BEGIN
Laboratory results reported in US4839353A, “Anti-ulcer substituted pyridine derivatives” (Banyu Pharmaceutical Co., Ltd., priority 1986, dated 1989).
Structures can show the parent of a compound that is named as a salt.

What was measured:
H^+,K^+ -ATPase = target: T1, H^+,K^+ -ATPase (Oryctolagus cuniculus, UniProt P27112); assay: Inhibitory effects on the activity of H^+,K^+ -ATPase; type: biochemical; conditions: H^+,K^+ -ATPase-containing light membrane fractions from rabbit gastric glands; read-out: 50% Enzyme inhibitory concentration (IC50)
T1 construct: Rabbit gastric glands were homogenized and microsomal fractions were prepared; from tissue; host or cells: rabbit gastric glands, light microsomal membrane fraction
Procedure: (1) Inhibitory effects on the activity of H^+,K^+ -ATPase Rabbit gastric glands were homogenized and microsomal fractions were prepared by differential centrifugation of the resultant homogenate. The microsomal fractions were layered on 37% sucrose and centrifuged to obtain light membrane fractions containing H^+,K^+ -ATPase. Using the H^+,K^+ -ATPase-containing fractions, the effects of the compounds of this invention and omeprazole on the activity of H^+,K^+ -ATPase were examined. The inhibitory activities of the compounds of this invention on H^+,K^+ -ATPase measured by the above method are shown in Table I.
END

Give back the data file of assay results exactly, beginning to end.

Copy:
Laboratory results reported in US4839353A, “Anti-ulcer substituted pyridine derivatives” (Banyu Pharmaceutical Co., Ltd., priority 1986, dated 1989).
Structures can show the parent of a compound that is named as a salt.

What was measured:
H^+,K^+ -ATPase = target: T1, H^+,K^+ -ATPase (Oryctolagus cuniculus, UniProt P27112); assay: Inhibitory effects on the activity of H^+,K^+ -ATPase; type: biochemical; conditions: H^+,K^+ -ATPase-containing light membrane fractions from rabbit gastric glands; read-out: 50% Enzyme inhibitory concentration (IC50)
T1 construct: Rabbit gastric glands were homogenized and microsomal fractions were prepared; from tissue; host or cells: rabbit gastric glands, light microsomal membrane fraction
Procedure: (1) Inhibitory effects on the activity of H^+,K^+ -ATPase Rabbit gastric glands were homogenized and microsomal fractions were prepared by differential centrifugation of the resultant homogenate. The microsomal fractions were layered on 37% sucrose and centrifuged to obtain light membrane fractions containing H^+,K^+ -ATPase. Using the H^+,K^+ -ATPase-containing fractions, the effects of the compounds of this invention and omeprazole on the activity of H^+,K^+ -ATPase were examined. The inhibitory activities of the compounds of this invention on H^+,K^+ -ATPase measured by the above method are shown in Table I.